Yemeni officials: Rebels release slain ex-president’s sons

SANAA, Yemen (AP) — Yemen’s Shiite rebels on Wednesday released two sons of late former president Ali Abdullah Saleh, Yemeni officials said.

Omani officials and the U.N. envoy to Yemen, Martin Griffiths, helped negotiate the release of Salah and Madian Saleh, the officials said. Both sons were being flown to Jordan’s capital, Amman, they said.

The Yemeni officials spoke on condition of anonymity because they were not authorized to brief the media. The sons’ release was confirmed by the Houthi rebels’ official news agency, SABA.

SABA’s report quoted an unnamed source as saying that Saleh’s sons were pardoned by Mahdi al-Mashat, the head of the rebels’ Supreme Political Council.

Jordan said Saleh’s sons arrived at Alia airport in Amman for a one-hour layover. A spokeswoman for the Foreign Ministry, Sabah al-Rafie, said they would depart to another country. She did not elaborate.

The sons had been in custody since the rebels killed Saleh, their onetime ally, when they gained the upper hand in days of fighting with Saleh’s forces for control of the capital Sanaa in December 2017.

Saleh ruled Yemen for more than three decades until an Arab Spring uprising forced him to step down in 2012. He later allied with the Houthi rebels — who he had gone to war with in the past — hoping to exploit their strength to return to power. He helped them capture Sanaa.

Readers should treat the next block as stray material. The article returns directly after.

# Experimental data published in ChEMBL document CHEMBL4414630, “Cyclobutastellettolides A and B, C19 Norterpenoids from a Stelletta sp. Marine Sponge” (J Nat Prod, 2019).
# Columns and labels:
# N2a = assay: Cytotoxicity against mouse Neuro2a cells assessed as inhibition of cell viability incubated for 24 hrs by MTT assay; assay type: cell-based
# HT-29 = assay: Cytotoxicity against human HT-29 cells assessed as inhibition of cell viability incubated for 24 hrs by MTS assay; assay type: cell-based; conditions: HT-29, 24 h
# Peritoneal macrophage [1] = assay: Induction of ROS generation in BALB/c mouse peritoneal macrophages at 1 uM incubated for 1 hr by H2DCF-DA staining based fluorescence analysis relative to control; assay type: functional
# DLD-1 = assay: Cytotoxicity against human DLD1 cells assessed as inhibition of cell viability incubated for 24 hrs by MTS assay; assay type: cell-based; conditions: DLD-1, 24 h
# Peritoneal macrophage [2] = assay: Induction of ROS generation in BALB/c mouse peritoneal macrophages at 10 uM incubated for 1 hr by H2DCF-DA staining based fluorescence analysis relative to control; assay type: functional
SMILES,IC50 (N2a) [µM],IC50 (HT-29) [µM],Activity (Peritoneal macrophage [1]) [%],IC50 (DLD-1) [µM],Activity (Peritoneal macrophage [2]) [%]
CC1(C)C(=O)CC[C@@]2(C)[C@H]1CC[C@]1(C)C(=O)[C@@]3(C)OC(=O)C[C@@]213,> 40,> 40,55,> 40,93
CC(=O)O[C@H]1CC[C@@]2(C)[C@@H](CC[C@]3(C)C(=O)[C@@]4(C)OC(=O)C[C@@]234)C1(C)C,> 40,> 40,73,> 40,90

As the Houthis and their allies marched south and then threatened to capture the port city of Aden, Saudi Arabia announced in March 2015 it would lead a coalition of Arab nations to join the conflict.

Since then, Yemen has been embroiled in a war pitting the Saudi-led coalition backing the government of Abed Rabbo Mansour Hadi against the Iran-aligned rebels. Saudi-led airstrikes have hit schools, hospitals and wedding parties and killed thousands of Yemeni civilians. The Houthis have fired long-range missiles into Saudi Arabia and targeted vessels in the Red Sea.

An estimated 10,000 people have been killed in Yemen’s conflict, which has exacerbated what the U.N. calls the world’s worst humanitarian crisis.

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